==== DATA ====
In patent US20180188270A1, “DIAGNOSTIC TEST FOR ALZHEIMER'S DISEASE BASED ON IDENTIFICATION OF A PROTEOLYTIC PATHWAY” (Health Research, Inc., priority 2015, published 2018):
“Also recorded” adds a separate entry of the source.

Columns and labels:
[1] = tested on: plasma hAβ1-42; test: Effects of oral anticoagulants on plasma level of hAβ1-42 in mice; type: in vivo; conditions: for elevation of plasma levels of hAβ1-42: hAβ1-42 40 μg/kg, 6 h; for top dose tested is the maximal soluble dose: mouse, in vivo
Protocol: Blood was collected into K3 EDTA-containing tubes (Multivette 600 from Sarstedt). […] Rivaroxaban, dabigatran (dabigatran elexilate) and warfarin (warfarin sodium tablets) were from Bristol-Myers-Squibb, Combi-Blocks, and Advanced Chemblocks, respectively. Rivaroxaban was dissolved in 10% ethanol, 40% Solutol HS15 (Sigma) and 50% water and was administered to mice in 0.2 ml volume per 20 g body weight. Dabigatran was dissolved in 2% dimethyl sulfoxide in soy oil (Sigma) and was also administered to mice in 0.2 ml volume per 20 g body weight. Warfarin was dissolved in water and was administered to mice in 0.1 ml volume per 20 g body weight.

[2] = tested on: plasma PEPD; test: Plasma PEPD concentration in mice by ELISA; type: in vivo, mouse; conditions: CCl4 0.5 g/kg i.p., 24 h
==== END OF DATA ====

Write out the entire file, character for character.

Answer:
In patent US20180188270A1, “DIAGNOSTIC TEST FOR ALZHEIMER'S DISEASE BASED ON IDENTIFICATION OF A PROTEOLYTIC PATHWAY” (Health Research, Inc., priority 2015, published 2018):
“Also recorded” adds a separate entry of the source.

Columns and labels:
[1] = tested on: plasma hAβ1-42; test: Effects of oral anticoagulants on plasma level of hAβ1-42 in mice; type: in vivo; conditions: for elevation of plasma levels of hAβ1-42: hAβ1-42 40 μg/kg, 6 h; for top dose tested is the maximal soluble dose: mouse, in vivo
Protocol: Blood was collected into K3 EDTA-containing tubes (Multivette 600 from Sarstedt). […] Rivaroxaban, dabigatran (dabigatran elexilate) and warfarin (warfarin sodium tablets) were from Bristol-Myers-Squibb, Combi-Blocks, and Advanced Chemblocks, respectively. Rivaroxaban was dissolved in 10% ethanol, 40% Solutol HS15 (Sigma) and 50% water and was administered to mice in 0.2 ml volume per 20 g body weight. Dabigatran was dissolved in 2% dimethyl sulfoxide in soy oil (Sigma) and was also administered to mice in 0.2 ml volume per 20 g body weight. Warfarin was dissolved in water and was administered to mice in 0.1 ml volume per 20 g body weight.

[2] = tested on: plasma PEPD; test: Plasma PEPD concentration in mice by ELISA; type: in vivo, mouse; conditions: CCl4 0.5 g/kg i.p., 24 h